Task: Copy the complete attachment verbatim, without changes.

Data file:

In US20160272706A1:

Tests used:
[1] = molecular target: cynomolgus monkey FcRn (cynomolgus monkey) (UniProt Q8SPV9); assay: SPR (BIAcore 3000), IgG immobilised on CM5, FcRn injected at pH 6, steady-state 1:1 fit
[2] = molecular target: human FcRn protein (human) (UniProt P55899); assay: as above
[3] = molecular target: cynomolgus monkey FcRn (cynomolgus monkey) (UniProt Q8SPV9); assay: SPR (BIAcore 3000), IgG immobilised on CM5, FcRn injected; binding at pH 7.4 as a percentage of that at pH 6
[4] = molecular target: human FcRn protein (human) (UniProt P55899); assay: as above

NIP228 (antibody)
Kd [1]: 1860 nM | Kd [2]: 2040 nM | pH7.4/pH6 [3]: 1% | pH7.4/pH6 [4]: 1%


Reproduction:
In US20160272706A1:

Tests used:
[1] = molecular target: cynomolgus monkey FcRn (cynomolgus monkey) (UniProt Q8SPV9); assay: SPR (BIAcore 3000), IgG immobilised on CM5, FcRn injected at pH 6, steady-state 1:1 fit
[2] = molecular target: human FcRn protein (human) (UniProt P55899); assay: as above
[3] = molecular target: cynomolgus monkey FcRn (cynomolgus monkey) (UniProt Q8SPV9); assay: SPR (BIAcore 3000), IgG immobilised on CM5, FcRn injected; binding at pH 7.4 as a percentage of that at pH 6
[4] = molecular target: human FcRn protein (human) (UniProt P55899); assay: as above

NIP228 (antibody)
Kd [1]: 1860 nM | Kd [2]: 2040 nM | pH7.4/pH6 [3]: 1% | pH7.4/pH6 [4]: 1%